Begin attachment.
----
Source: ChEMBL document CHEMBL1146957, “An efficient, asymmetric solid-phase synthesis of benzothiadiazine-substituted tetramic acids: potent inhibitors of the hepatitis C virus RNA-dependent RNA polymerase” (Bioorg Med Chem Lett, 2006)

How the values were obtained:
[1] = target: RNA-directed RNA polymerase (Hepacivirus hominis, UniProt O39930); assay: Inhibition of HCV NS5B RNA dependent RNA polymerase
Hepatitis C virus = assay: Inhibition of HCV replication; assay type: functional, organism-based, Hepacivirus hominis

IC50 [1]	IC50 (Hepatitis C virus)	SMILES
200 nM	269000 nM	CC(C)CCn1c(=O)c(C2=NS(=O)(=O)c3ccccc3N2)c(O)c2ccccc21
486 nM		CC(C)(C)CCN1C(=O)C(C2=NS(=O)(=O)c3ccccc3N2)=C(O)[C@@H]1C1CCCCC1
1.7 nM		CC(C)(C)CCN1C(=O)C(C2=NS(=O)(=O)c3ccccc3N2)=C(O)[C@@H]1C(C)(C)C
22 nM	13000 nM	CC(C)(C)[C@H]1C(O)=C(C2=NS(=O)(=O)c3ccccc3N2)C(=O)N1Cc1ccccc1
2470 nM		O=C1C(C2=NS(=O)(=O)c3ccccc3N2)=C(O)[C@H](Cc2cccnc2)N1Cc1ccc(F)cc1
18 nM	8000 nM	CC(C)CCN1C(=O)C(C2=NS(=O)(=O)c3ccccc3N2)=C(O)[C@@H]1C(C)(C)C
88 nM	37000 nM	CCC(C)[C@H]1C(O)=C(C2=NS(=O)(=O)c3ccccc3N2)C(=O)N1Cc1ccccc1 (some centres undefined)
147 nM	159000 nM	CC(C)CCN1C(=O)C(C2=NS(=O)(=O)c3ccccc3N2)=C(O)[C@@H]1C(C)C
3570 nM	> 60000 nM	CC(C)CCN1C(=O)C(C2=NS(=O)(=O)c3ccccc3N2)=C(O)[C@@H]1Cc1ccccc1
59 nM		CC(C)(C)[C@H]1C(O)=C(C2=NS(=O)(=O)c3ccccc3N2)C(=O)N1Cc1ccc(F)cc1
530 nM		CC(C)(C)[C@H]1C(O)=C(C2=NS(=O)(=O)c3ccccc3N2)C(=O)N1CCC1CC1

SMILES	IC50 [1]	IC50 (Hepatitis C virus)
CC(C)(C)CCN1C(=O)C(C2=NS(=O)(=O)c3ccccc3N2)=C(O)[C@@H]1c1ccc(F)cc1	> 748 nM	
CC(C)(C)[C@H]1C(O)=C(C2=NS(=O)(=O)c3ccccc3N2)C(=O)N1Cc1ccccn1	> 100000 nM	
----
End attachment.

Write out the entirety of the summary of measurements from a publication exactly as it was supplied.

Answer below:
Source: ChEMBL document CHEMBL1146957, “An efficient, asymmetric solid-phase synthesis of benzothiadiazine-substituted tetramic acids: potent inhibitors of the hepatitis C virus RNA-dependent RNA polymerase” (Bioorg Med Chem Lett, 2006)

How the values were obtained:
[1] = target: RNA-directed RNA polymerase (Hepacivirus hominis, UniProt O39930); assay: Inhibition of HCV NS5B RNA dependent RNA polymerase
Hepatitis C virus = assay: Inhibition of HCV replication; assay type: functional, organism-based, Hepacivirus hominis

IC50 [1]	IC50 (Hepatitis C virus)	SMILES
200 nM	269000 nM	CC(C)CCn1c(=O)c(C2=NS(=O)(=O)c3ccccc3N2)c(O)c2ccccc21
486 nM		CC(C)(C)CCN1C(=O)C(C2=NS(=O)(=O)c3ccccc3N2)=C(O)[C@@H]1C1CCCCC1
1.7 nM		CC(C)(C)CCN1C(=O)C(C2=NS(=O)(=O)c3ccccc3N2)=C(O)[C@@H]1C(C)(C)C
22 nM	13000 nM	CC(C)(C)[C@H]1C(O)=C(C2=NS(=O)(=O)c3ccccc3N2)C(=O)N1Cc1ccccc1
2470 nM		O=C1C(C2=NS(=O)(=O)c3ccccc3N2)=C(O)[C@H](Cc2cccnc2)N1Cc1ccc(F)cc1
18 nM	8000 nM	CC(C)CCN1C(=O)C(C2=NS(=O)(=O)c3ccccc3N2)=C(O)[C@@H]1C(C)(C)C
88 nM	37000 nM	CCC(C)[C@H]1C(O)=C(C2=NS(=O)(=O)c3ccccc3N2)C(=O)N1Cc1ccccc1 (some centres undefined)
147 nM	159000 nM	CC(C)CCN1C(=O)C(C2=NS(=O)(=O)c3ccccc3N2)=C(O)[C@@H]1C(C)C
3570 nM	> 60000 nM	CC(C)CCN1C(=O)C(C2=NS(=O)(=O)c3ccccc3N2)=C(O)[C@@H]1Cc1ccccc1
59 nM		CC(C)(C)[C@H]1C(O)=C(C2=NS(=O)(=O)c3ccccc3N2)C(=O)N1Cc1ccc(F)cc1
530 nM		CC(C)(C)[C@H]1C(O)=C(C2=NS(=O)(=O)c3ccccc3N2)C(=O)N1CCC1CC1

SMILES	IC50 [1]	IC50 (Hepatitis C virus)
CC(C)(C)CCN1C(=O)C(C2=NS(=O)(=O)c3ccccc3N2)=C(O)[C@@H]1c1ccc(F)cc1	> 748 nM	
CC(C)(C)[C@H]1C(O)=C(C2=NS(=O)(=O)c3ccccc3N2)C(=O)N1Cc1ccccn1	> 100000 nM	